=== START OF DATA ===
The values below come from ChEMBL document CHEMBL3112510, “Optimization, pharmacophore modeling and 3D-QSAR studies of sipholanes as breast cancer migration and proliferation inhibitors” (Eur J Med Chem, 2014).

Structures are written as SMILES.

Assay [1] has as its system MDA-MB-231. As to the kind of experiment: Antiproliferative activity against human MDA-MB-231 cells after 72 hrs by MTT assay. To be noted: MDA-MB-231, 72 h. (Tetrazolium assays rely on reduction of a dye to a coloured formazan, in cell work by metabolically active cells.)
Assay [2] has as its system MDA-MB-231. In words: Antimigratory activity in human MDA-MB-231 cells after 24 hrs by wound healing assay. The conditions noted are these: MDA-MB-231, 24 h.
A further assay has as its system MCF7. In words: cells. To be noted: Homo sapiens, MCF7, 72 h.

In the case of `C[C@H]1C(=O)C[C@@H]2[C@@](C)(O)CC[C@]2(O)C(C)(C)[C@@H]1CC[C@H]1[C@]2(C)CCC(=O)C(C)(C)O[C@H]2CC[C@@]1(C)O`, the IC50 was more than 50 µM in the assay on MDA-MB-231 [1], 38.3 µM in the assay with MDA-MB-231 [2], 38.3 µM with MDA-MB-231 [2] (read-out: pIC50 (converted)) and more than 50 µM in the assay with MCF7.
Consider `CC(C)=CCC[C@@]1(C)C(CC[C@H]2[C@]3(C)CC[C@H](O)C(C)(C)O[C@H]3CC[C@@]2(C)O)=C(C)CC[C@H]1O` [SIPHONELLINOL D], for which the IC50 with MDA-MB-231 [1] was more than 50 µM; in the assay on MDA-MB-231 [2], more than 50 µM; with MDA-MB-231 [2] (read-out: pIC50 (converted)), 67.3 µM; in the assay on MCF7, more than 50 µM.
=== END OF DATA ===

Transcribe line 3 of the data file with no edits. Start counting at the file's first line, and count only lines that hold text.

Assay [1] has as its system MDA-MB-231. As to the kind of experiment: Antiproliferative activity against human MDA-MB-231 cells after 72 hrs by MTT assay. To be noted: MDA-MB-231, 72 h. (Tetrazolium assays rely on reduction of a dye to a coloured formazan, in cell work by metabolically active cells.)